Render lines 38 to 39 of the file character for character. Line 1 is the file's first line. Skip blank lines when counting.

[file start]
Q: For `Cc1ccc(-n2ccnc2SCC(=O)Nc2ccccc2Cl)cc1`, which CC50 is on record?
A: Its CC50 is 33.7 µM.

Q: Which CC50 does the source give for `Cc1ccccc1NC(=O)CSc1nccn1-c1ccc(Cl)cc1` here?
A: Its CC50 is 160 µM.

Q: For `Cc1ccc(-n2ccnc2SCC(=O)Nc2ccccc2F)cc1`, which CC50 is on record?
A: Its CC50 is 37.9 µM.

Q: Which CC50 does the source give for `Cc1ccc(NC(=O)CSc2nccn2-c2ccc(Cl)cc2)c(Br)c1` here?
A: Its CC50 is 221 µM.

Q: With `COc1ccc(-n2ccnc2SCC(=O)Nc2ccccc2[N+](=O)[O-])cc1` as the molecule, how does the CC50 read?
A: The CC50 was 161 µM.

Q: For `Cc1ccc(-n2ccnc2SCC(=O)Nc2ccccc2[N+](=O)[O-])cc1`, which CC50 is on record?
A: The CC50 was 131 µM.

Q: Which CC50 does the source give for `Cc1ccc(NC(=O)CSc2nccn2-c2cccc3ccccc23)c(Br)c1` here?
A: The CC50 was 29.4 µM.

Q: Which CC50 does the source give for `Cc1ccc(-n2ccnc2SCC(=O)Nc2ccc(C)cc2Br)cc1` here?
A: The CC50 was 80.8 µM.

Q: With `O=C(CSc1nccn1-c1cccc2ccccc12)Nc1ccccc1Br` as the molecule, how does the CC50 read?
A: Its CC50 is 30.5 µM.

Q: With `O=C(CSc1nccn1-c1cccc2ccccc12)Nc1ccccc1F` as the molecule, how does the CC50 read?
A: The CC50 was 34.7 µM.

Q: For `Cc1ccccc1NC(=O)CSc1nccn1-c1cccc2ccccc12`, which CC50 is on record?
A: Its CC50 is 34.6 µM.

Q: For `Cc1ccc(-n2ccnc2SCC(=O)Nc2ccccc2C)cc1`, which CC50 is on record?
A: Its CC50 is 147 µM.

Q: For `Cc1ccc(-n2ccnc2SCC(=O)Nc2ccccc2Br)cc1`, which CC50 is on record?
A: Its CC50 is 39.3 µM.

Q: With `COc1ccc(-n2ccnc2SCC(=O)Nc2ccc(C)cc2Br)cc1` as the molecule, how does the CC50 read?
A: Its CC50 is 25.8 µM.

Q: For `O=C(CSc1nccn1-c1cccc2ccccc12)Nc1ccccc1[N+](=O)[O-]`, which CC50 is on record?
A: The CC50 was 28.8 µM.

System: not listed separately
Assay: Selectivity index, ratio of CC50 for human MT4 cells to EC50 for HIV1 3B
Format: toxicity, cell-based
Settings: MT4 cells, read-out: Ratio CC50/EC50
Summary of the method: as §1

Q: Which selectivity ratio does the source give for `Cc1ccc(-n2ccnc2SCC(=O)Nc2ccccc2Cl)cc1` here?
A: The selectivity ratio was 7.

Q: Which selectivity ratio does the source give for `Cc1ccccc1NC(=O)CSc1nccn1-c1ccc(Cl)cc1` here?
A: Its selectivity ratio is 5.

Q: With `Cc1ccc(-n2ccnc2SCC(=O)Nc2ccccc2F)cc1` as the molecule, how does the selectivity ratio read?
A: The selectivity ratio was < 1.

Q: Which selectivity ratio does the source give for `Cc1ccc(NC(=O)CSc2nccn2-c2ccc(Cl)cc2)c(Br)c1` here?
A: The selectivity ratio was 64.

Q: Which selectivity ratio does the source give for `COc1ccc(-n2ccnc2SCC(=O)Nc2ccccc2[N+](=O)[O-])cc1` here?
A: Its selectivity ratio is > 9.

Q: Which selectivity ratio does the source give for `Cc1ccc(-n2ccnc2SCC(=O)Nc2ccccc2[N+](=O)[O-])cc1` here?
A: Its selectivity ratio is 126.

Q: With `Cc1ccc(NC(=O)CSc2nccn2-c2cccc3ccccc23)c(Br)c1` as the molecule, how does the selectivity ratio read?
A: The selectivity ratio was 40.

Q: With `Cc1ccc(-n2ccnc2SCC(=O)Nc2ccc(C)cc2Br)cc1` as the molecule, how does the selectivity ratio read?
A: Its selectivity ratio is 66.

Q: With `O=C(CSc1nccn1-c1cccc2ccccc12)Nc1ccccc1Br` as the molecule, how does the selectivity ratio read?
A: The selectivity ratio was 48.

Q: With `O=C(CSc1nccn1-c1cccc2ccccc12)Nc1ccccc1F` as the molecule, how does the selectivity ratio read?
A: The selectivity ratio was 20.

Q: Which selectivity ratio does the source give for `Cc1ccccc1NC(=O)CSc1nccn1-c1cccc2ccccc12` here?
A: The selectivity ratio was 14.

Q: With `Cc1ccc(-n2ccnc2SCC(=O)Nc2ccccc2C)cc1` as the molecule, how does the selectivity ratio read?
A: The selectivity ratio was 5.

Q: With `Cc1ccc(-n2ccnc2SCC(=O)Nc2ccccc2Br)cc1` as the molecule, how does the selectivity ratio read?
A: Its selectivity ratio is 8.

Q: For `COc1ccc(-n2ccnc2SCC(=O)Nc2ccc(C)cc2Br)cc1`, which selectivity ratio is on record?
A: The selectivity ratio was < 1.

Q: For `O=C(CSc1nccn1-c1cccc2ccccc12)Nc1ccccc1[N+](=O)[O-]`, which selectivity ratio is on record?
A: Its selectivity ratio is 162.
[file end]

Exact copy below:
Q: Which selectivity ratio does the source give for `Cc1ccccc1NC(=O)CSc1nccn1-c1ccc(Cl)cc1` here?
A: Its selectivity ratio is 5.